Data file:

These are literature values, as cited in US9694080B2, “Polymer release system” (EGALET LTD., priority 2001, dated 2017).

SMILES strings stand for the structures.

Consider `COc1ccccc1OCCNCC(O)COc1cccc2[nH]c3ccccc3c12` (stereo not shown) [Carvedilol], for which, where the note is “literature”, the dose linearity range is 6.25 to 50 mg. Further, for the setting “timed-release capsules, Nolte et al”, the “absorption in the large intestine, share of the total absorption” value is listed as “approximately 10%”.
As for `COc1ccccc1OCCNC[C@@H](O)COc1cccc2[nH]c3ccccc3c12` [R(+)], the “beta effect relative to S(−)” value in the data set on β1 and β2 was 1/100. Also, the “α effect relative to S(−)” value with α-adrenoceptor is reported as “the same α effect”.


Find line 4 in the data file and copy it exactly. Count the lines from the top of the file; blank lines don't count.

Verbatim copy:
As for `COc1ccccc1OCCNC[C@@H](O)COc1cccc2[nH]c3ccccc3c12` [R(+)], the “beta effect relative to S(−)” value in the data set on β1 and β2 was 1/100. Also, the “α effect relative to S(−)” value with α-adrenoceptor is reported as “the same α effect”.